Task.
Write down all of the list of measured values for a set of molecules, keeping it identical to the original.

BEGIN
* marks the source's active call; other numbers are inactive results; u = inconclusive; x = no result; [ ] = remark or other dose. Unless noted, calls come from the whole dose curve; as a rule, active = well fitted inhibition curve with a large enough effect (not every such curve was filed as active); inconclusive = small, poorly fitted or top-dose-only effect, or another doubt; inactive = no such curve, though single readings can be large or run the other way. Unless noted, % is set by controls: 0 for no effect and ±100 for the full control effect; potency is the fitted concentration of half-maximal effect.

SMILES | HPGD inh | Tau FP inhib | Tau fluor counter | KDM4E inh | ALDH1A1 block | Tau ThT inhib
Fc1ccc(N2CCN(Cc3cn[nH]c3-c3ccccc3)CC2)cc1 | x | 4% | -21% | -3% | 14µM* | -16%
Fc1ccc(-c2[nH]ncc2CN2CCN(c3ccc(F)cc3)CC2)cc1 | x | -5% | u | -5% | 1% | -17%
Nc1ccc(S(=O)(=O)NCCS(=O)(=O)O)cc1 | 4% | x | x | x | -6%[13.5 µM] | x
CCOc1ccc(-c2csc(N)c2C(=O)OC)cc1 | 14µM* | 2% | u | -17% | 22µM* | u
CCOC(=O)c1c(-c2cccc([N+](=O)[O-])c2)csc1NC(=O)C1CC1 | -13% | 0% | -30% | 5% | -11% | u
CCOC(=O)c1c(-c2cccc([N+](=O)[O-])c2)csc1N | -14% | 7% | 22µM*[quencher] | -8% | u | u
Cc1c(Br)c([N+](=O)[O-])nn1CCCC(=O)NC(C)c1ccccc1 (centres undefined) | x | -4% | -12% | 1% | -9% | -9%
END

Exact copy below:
* marks the source's active call; other numbers are inactive results; u = inconclusive; x = no result; [ ] = remark or other dose. Unless noted, calls come from the whole dose curve; as a rule, active = well fitted inhibition curve with a large enough effect (not every such curve was filed as active); inconclusive = small, poorly fitted or top-dose-only effect, or another doubt; inactive = no such curve, though single readings can be large or run the other way. Unless noted, % is set by controls: 0 for no effect and ±100 for the full control effect; potency is the fitted concentration of half-maximal effect.

SMILES | HPGD inh | Tau FP inhib | Tau fluor counter | KDM4E inh | ALDH1A1 block | Tau ThT inhib
Fc1ccc(N2CCN(Cc3cn[nH]c3-c3ccccc3)CC2)cc1 | x | 4% | -21% | -3% | 14µM* | -16%
Fc1ccc(-c2[nH]ncc2CN2CCN(c3ccc(F)cc3)CC2)cc1 | x | -5% | u | -5% | 1% | -17%
Nc1ccc(S(=O)(=O)NCCS(=O)(=O)O)cc1 | 4% | x | x | x | -6%[13.5 µM] | x
CCOc1ccc(-c2csc(N)c2C(=O)OC)cc1 | 14µM* | 2% | u | -17% | 22µM* | u
CCOC(=O)c1c(-c2cccc([N+](=O)[O-])c2)csc1NC(=O)C1CC1 | -13% | 0% | -30% | 5% | -11% | u
CCOC(=O)c1c(-c2cccc([N+](=O)[O-])c2)csc1N | -14% | 7% | 22µM*[quencher] | -8% | u | u
Cc1c(Br)c([N+](=O)[O-])nn1CCCC(=O)NC(C)c1ccccc1 (centres undefined) | x | -4% | -12% | 1% | -9% | -9%